Birdy the Mighty

Birdy the Mighty (鉄腕バーディー, Tetsuwan Bādī) is a Japanese manga series written and illustrated by Masami Yuki. His initial attempt with the story ran from 1985 to 1988. In 1996, the story was made into a four-part Original Video Animation directed by Yoshiaki Kawajiri. The character designer and animation director for the series was Kumiko Takahashi. In 2003, Yuki began the second serialization under the title Birdy the Mighty Evolution in Weekly Young Sunday which ended in 2012.[2]

Birdy the Mighty
Birdy The Mighty cover2.jpg
Cover of DVD release of the OVA series
(Tetsuwan Birdy)
GenreAction, science fiction[1]
Written byMasami Yuki
Published byShogakukan
MagazineShōnen Sunday Zōkan
Original run19851988
Original video animation
Directed by
Produced by
  • Masao Maruyama
  • Atsushi Sugita
  • Fumio Ueda
  • Kazuhiko Ikeguchi
  • Satoshi Yoshimoto
Written by
Music byKow Otani
Licensed by
ReleasedJuly 25, 1996
Runtime29–40 minutes (each)
Written byMasami Yuki
Published byShogakukan
Original runDecember 26, 2002July 31, 2008
Anime television series
Birdy the Mighty: Decode
Directed byKazuki Akane
Produced byNarue Minami
Written by
Music byYugo Kanno
StudioA-1 Pictures
Licensed by
Funimation (expired)
Original networkTV Saitama, tvk, KBS, Sun TV, Tokyo MX, BS11, TBC, TVQ Kyushu, Okinawa TV, CBC, Chiba TV, Animax, Hokkaido Broadcasting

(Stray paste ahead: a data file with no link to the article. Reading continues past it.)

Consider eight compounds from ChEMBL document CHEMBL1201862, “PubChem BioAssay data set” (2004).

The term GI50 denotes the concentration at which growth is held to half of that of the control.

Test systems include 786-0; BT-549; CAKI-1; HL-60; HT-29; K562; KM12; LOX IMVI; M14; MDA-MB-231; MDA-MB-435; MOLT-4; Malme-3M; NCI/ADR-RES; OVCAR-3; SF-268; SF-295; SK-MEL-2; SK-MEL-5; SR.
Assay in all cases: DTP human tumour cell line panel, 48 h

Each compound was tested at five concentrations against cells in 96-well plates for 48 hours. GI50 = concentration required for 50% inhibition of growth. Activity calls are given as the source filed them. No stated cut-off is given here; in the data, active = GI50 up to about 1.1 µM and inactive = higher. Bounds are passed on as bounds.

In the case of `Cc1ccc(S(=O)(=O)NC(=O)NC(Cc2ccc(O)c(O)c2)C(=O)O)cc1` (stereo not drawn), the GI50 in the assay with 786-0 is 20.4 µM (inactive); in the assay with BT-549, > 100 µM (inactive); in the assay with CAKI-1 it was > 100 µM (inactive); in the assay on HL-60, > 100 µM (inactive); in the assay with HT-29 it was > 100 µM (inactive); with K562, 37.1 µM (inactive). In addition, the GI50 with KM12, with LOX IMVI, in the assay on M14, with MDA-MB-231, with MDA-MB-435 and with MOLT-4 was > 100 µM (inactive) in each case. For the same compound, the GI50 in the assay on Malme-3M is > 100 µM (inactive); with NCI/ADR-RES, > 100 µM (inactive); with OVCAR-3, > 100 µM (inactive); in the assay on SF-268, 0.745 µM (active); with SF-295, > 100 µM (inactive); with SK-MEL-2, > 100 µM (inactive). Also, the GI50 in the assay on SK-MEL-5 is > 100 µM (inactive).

English network
Original run July 4, 2008 March 27, 2009
Episodes25 + OVA (List of episodes)
Birdy the Mighty Evolution
Written byMasami Yuki
Published byShogakukan
MagazineBig Comic Spirits
Original runOctober 11, 2008August 27, 2012
Wikipe-tan face.svg Anime and manga portal

An anime television adaptation, titled Birdy the Mighty: Decode (鉄腕バーディー DECODE, Tetsuwan Bādī DECODE), was animated by A-1 Pictures and produced by Aniplex, premiered in Japan on TV Saitama and other broadcast networks on July 4, 2008. The series is directed by Kazuki Akane, written by Hiroshi Ōnogi, with its character designer and overseeing animation director being Ryo Timo.[3]


Birdy Cephon Altera is a Federation agent chasing interplanetary criminals to the planet Earth. While in pursuit of one such criminal, she accidentally kills a high school boy named Tsutomu Senkawa. However, there is a way to keep him alive. He ends up being merged into Birdy's body and must remain so until the repair of his body is complete.

So, Tsutomu is stuck sharing a body with an attractive, strong, and impulsive space police agent while trying to keep his family and friends from finding out about Birdy. In the meantime, Birdy continues her investigation. Together, they take on a secretive group of evil aliens planning to perform experiments on the unsuspecting inhabitants of Earth.



Protagonists of Birdy the Mighty: Decode TV series. From left to right: Tsutomu Senkawa, Birdy Cephon Altera.
Birdy Cephon Altera
Voiced by: Kotono Mitsuishi (Japanese); Alex McCord (English) (OVA)
Voiced by: Saeko Chiba (Japanese); Luci Christian (English) (TV)
A Federation police officer, she arrives on Earth in pursuit of alien criminals who are using the planet as a refuge. During one of her missions, she accidentally kills Tsutomu and has to fuse with him in order to keep him alive. In Birdy the Mighty Decode she meets her childhood friend Nataru later admitting to Tsutomu that she is indeed in love with Nataru.
In the 2008 anime, her false identity on Earth is rising Japanese idol Shion Arita. She is accompanied by a robot named Tuto.
Birdy is an Altan, a human-like alien, possibly from a planet orbiting the star Altair. More specifically, Birdy is an Ixioran Altairian, a bio-engineered supersoldier bred for combat.
Tsutomu Senkawa
Voiced by: Tetsuya Iwanaga (Japanese); Justin Thompson (English) (OVA)
Voiced by: Miyu Irino (Japanese); Micah Solusod (English) (TV)